“So we need a distraction,” she cut in.
His gaze sharpened. “Byeonhosa-nim,” he began, “it’s the last thing I wanted to ask of you, but––”
But she’d shaken her hair out of its ponytail already, and brought her hands down on either side of his hips, on the bonnet of the Alfa Romeo Stelvio he’d acquired from somewhere, and was currently leaning against.
“As in Chicago Typewriter, byeonhosa-nim,” Cha-young declared, and bent him backwards over the car and kissed him deeply. He was flexible, she noted, abstractly, as his hands went up into her hair, which fell in a Kérastase Reflection Bain Chromatique Gentle Shampoo-smelling curtain all around them. She got a knee up on the fender for purchase, so that she could devour him better, in all his warmth, with an edge of ice from the faint scent of his cologne, and his silken strength––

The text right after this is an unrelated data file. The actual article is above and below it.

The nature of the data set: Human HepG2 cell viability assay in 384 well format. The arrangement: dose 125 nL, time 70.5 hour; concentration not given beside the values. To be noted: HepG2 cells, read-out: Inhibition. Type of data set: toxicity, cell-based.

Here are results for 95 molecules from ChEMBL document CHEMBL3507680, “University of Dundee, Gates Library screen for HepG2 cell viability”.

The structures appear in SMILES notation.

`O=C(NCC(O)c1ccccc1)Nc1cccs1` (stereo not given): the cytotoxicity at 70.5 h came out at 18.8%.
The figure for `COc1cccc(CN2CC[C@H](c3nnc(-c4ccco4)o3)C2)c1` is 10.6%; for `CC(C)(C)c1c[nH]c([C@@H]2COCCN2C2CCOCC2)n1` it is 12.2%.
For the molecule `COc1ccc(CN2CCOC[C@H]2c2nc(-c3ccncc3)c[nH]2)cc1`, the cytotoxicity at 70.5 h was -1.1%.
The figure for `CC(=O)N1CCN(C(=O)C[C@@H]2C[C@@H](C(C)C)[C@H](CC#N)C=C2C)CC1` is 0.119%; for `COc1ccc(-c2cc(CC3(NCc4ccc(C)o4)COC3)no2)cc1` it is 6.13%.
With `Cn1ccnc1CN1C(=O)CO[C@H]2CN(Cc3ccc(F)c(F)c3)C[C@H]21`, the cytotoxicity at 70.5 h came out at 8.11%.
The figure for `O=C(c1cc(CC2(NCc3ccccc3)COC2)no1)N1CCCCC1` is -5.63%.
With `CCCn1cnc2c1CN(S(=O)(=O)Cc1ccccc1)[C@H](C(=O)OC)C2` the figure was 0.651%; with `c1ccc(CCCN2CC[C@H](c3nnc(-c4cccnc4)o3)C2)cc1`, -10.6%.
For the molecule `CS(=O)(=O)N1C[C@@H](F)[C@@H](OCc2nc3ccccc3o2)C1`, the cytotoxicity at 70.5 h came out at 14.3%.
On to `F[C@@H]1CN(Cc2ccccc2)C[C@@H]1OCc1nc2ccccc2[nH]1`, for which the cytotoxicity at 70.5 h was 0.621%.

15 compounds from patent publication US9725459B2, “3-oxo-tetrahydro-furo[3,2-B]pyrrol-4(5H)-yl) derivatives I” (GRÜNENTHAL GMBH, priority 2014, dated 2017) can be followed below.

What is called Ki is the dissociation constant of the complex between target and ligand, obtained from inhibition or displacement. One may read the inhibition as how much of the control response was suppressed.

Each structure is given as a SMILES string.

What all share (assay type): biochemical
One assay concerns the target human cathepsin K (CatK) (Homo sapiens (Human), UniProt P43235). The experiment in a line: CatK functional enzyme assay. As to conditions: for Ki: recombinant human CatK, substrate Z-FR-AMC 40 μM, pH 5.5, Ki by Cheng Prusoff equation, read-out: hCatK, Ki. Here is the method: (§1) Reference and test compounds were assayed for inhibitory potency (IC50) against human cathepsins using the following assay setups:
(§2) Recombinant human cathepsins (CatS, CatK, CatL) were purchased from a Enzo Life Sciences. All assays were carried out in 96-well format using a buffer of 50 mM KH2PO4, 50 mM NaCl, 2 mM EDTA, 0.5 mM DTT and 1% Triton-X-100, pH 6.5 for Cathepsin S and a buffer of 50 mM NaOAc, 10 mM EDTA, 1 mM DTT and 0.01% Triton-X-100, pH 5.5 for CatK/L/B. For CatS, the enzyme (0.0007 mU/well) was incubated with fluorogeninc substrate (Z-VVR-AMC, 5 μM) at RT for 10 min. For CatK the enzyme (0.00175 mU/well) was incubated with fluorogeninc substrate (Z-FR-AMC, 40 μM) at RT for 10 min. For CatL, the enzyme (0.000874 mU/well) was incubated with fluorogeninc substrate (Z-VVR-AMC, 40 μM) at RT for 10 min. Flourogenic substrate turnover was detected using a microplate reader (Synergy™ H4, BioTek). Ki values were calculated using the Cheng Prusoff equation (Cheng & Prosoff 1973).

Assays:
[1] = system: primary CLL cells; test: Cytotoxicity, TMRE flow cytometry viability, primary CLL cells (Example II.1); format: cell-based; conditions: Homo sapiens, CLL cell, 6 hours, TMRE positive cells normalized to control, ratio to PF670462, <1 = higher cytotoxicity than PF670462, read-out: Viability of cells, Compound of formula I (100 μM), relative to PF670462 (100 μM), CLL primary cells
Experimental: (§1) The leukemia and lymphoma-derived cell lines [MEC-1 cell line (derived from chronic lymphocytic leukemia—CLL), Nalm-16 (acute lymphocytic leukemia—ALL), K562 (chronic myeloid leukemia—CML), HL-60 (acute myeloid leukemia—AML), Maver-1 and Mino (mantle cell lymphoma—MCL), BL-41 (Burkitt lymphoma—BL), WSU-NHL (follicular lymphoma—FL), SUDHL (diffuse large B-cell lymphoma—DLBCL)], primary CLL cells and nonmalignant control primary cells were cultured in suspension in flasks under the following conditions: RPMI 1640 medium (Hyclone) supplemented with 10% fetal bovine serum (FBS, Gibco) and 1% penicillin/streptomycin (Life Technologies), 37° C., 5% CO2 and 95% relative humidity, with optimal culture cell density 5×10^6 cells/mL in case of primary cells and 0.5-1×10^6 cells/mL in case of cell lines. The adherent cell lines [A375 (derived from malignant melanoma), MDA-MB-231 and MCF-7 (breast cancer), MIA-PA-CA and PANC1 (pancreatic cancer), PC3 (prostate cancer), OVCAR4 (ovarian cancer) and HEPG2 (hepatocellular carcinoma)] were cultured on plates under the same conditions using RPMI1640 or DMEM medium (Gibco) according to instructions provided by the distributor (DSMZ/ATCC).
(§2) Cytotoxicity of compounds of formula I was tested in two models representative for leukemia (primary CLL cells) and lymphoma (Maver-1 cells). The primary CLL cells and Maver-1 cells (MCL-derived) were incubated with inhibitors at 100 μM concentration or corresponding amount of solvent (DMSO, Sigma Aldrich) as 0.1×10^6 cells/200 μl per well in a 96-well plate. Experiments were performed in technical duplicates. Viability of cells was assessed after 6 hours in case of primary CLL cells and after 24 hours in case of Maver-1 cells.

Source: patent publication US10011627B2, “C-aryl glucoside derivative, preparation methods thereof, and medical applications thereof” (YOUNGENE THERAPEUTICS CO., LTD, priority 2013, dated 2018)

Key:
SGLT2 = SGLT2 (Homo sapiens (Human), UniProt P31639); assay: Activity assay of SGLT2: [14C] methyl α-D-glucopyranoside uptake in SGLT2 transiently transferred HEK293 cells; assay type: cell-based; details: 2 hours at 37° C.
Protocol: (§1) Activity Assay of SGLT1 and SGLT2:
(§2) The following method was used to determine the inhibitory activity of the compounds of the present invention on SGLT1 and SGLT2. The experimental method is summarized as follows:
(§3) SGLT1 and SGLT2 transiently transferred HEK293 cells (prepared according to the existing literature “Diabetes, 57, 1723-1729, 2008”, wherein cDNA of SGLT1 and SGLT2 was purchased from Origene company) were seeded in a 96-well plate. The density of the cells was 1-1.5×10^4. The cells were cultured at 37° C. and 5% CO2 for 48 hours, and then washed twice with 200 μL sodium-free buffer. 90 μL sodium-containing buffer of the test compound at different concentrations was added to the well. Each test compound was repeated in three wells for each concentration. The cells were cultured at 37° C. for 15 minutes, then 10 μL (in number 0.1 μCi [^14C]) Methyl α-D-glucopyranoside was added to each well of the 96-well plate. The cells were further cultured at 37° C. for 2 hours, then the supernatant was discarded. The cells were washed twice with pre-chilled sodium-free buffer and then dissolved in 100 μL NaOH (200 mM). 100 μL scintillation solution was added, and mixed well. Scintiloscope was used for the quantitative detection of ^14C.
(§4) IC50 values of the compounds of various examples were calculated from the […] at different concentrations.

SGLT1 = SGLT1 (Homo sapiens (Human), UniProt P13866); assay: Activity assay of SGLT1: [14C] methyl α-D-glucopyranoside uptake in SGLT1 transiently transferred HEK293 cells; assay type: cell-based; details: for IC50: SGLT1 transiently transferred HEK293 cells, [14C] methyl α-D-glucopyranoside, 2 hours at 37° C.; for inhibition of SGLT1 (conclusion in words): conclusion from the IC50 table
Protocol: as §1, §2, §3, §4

An almighty honk! went up, and light rippled through the parking lot all of a sudden: it was a valet, squeezing one of the other fancy cars out to the driveway.
She came up for air like a lioness at a watering hole as she threw her hair back, fangs bared. Vincenzo’s lips were swollen and shining, his preternatural calm replaced by something a little more tremulous than you’d know if you’d seen him before he’d been flattened over the hood of a five hundred million-won car. She smiled.
“Do you think we’ve averted the crisis, byeonhosa-nim?” she purred.
He straightened and averted his eyes, which made her feel unexpectedly queenly. “I,” he began, and cleared his throat. Cha-young peered at him, feeling rather fond: his lips were very bruised.
“I think the shadows we spotted were just a pair of chauffeurs,” he said.
She felt a little less queenly.